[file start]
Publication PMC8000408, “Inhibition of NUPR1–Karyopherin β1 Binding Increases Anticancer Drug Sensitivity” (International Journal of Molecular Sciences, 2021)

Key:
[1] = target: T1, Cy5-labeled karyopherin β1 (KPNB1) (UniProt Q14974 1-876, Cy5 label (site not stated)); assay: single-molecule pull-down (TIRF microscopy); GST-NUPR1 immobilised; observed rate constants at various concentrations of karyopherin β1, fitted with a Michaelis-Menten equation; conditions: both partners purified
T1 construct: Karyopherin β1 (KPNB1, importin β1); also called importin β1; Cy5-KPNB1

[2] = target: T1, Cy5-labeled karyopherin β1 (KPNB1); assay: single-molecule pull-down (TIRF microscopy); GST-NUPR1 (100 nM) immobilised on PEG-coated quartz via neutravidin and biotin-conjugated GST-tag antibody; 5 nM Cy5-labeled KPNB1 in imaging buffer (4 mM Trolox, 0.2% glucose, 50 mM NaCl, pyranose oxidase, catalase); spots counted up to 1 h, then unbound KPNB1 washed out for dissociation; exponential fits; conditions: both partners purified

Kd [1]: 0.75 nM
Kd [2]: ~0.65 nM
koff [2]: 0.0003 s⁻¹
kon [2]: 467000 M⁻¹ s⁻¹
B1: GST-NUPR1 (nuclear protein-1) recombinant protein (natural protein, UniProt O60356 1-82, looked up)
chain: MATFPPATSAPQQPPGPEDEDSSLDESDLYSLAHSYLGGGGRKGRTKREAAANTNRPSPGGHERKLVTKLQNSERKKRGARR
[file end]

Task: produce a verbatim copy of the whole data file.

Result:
Publication PMC8000408, “Inhibition of NUPR1–Karyopherin β1 Binding Increases Anticancer Drug Sensitivity” (International Journal of Molecular Sciences, 2021)

Key:
[1] = target: T1, Cy5-labeled karyopherin β1 (KPNB1) (UniProt Q14974 1-876, Cy5 label (site not stated)); assay: single-molecule pull-down (TIRF microscopy); GST-NUPR1 immobilised; observed rate constants at various concentrations of karyopherin β1, fitted with a Michaelis-Menten equation; conditions: both partners purified
T1 construct: Karyopherin β1 (KPNB1, importin β1); also called importin β1; Cy5-KPNB1

[2] = target: T1, Cy5-labeled karyopherin β1 (KPNB1); assay: single-molecule pull-down (TIRF microscopy); GST-NUPR1 (100 nM) immobilised on PEG-coated quartz via neutravidin and biotin-conjugated GST-tag antibody; 5 nM Cy5-labeled KPNB1 in imaging buffer (4 mM Trolox, 0.2% glucose, 50 mM NaCl, pyranose oxidase, catalase); spots counted up to 1 h, then unbound KPNB1 washed out for dissociation; exponential fits; conditions: both partners purified

Kd [1]: 0.75 nM
Kd [2]: ~0.65 nM
koff [2]: 0.0003 s⁻¹
kon [2]: 467000 M⁻¹ s⁻¹
B1: GST-NUPR1 (nuclear protein-1) recombinant protein (natural protein, UniProt O60356 1-82, looked up)
chain: MATFPPATSAPQQPPGPEDEDSSLDESDLYSLAHSYLGGGGRKGRTKREAAANTNRPSPGGHERKLVTKLQNSERKKRGARR